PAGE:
The liquid effluent from the fermentation reactor is collected after separation of the cells and its pH is adjusted to a value of about 8.5 - 9.0 using sodium carbonate salt or solution. For optimum algae growth the liquid medium should have a temperature between 30° and 45° C. and if required, the temperature is adjusted before introducing the liquid into the algae growth tank 15.

An experimental size algae growth tank is a vessel 3 × 1 × 0.1 meter having a 0.50 m well at one end capped by a fritted stainless steel plate through which carbon dioxide enriched gas is sparged into the tank. It is covered with a 5 mil sheet of polyethylene to keep a positive pressure on the liquid surface.

The feed gas for algae production is the effluent gas stream from the fermentor, augmented when required by additional carbon dioxide so that its carbon dioxide concentration is between 10 and 12 volume percent. The flow of gas is adjusted to about 500 1/hr.

Calculations have been made that illumination of 20-30000 lux is required for optimum algae growth, which can be natural sunlight or artificial light. In the experimental set-up, artifical light is used. The consumption of carbon dioxide is 12 1/m2 /day for a production of about 15g/m2 /day of dried algae product.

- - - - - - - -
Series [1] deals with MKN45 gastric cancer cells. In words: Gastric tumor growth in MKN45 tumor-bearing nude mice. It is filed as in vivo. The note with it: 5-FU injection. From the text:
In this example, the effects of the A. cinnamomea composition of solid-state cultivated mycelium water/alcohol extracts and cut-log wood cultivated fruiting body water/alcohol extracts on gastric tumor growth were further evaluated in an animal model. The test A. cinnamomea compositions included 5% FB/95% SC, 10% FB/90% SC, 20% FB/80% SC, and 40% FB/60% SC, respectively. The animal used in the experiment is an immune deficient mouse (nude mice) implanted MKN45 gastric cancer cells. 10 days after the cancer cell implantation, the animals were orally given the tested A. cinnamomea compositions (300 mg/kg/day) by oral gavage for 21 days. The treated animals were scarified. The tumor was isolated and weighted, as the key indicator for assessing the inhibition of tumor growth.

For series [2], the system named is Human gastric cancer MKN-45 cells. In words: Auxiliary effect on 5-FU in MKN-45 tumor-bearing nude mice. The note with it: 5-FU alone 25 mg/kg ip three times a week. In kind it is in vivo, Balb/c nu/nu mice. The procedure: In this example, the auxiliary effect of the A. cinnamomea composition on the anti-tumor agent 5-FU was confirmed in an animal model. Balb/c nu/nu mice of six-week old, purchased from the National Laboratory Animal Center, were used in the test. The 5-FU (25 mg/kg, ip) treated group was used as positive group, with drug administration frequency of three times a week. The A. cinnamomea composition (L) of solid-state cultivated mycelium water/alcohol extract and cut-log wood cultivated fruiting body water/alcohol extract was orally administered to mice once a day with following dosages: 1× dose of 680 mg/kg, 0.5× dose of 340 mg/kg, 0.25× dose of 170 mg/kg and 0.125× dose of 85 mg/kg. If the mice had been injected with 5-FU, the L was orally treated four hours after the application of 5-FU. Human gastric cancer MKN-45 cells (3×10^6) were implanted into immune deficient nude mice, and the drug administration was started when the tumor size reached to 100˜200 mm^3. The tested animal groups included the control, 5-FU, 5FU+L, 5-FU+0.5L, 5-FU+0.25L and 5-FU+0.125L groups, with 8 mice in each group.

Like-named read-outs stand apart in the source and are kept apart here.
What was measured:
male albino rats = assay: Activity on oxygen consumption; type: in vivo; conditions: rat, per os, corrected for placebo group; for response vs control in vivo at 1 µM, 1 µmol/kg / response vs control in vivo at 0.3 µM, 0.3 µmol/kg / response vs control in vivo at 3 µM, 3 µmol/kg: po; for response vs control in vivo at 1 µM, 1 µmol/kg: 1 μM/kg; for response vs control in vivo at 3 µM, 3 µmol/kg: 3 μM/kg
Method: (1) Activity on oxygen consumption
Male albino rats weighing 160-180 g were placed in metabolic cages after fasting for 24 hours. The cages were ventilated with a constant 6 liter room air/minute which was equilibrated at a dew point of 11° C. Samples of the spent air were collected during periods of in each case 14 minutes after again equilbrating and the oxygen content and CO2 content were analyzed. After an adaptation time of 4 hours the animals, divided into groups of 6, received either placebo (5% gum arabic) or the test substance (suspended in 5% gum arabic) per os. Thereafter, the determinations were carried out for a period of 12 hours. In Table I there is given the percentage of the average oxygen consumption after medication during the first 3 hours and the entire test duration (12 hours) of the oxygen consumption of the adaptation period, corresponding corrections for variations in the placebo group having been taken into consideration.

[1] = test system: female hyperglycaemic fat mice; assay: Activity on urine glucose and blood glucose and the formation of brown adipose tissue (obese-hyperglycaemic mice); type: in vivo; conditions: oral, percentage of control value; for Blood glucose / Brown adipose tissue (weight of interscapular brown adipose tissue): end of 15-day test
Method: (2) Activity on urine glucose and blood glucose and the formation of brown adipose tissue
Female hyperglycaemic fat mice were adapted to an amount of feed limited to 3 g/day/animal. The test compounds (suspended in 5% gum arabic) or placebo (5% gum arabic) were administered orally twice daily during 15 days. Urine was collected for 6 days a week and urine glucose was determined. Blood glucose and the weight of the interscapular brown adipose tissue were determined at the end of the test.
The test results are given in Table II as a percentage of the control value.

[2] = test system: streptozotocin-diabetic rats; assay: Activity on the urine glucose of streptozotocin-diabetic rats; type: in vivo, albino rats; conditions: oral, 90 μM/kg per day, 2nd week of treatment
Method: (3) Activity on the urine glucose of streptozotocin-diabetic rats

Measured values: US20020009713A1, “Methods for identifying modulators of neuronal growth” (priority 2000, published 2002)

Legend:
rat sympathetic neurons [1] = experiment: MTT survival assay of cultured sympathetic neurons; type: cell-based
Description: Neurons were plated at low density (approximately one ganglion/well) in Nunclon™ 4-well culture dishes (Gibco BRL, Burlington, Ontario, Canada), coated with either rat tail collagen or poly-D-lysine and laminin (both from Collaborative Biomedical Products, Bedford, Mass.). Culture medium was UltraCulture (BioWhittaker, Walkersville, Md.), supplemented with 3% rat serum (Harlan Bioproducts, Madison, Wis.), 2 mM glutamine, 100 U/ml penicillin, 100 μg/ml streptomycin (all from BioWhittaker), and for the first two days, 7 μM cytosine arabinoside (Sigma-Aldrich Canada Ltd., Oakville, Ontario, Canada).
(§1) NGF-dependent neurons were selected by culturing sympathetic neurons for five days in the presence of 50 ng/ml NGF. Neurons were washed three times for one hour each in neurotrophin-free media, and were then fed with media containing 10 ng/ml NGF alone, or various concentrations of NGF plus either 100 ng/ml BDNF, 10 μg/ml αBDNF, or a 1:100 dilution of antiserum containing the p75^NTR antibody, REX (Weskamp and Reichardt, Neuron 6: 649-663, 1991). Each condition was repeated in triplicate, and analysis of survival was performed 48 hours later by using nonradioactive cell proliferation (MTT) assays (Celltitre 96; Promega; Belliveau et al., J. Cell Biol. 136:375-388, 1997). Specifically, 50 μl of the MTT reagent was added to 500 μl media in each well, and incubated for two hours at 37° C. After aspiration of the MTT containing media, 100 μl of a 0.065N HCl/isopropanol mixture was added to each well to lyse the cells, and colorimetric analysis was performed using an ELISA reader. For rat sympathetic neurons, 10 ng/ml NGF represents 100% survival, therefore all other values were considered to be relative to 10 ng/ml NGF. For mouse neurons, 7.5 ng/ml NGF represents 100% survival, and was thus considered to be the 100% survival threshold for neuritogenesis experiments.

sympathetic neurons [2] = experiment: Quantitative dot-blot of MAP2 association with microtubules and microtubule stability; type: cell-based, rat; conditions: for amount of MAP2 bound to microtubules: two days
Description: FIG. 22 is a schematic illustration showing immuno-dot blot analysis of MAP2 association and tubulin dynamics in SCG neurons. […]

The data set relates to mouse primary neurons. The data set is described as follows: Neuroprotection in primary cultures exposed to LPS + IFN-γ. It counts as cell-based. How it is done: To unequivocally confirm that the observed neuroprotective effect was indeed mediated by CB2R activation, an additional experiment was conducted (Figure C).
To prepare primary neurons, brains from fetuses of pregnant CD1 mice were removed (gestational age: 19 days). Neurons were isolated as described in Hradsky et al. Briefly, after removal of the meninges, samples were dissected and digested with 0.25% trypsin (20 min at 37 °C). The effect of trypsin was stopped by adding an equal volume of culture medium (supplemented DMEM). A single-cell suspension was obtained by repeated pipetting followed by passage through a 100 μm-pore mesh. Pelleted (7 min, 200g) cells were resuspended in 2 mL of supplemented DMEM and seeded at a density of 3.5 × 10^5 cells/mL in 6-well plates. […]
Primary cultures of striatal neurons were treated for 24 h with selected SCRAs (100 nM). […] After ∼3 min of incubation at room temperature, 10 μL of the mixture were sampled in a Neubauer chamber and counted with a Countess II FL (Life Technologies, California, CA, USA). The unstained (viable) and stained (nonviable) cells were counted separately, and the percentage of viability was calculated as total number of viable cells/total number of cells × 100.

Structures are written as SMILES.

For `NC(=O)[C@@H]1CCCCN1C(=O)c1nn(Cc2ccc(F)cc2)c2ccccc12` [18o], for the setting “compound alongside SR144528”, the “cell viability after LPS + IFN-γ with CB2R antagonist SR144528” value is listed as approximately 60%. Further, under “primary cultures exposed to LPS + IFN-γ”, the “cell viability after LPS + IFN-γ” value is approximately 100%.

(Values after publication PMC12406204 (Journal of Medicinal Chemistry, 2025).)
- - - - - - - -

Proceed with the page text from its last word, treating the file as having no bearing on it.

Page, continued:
As will be seen from the foregoing, the integrated process of this invention makes possible the economic utilization of the waste effluent from the fermentor. Thus, the two waste streams from the fermentation operation, i.e. the spent medium and the carbon dioxide enriched off-gas, are used advantageously to produce protein. This utilization of normal wastes is both economically and ecologically advantageous.

Those modifications and equivalents which fall within the spirit of the invention are to be considered a part thereof.

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U.S. Classification47/1.4, 210/602, 435/813, 210/928, 435/257.1, 435/251, 210/611, 435/804, 435/249, 435/256.8, 435/247, 435/261
International ClassificationC12N1/12, C02F3/32, A01G33/00, A01G33/02
Cooperative ClassificationY02A40/88, Y02P60/247, C12N1/12, A01G33/00, C02F3/32, Y02W10/37, Y10S435/804, Y10S210/928, Y10S435/813
European ClassificationC12N1/12, C02F3/32, A01G33/00
Legal Events
Apr 21, 1983ASAssignment